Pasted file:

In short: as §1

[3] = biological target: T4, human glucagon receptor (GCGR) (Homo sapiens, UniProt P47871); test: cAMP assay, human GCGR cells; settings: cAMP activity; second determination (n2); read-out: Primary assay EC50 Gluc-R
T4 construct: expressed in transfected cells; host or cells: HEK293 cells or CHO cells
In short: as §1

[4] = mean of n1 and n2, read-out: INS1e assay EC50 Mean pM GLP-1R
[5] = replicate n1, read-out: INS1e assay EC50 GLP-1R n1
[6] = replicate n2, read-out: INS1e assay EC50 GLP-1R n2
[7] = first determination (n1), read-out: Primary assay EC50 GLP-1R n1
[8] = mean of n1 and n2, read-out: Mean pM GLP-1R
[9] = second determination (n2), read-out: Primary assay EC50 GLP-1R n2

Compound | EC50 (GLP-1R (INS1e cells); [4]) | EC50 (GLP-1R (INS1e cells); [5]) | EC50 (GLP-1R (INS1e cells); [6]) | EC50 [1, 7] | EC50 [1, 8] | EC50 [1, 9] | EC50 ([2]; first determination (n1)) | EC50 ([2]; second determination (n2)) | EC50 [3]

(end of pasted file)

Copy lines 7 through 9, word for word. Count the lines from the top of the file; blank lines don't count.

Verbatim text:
[6] = replicate n2, read-out: INS1e assay EC50 GLP-1R n2
[7] = first determination (n1), read-out: Primary assay EC50 GLP-1R n1
[8] = mean of n1 and n2, read-out: Mean pM GLP-1R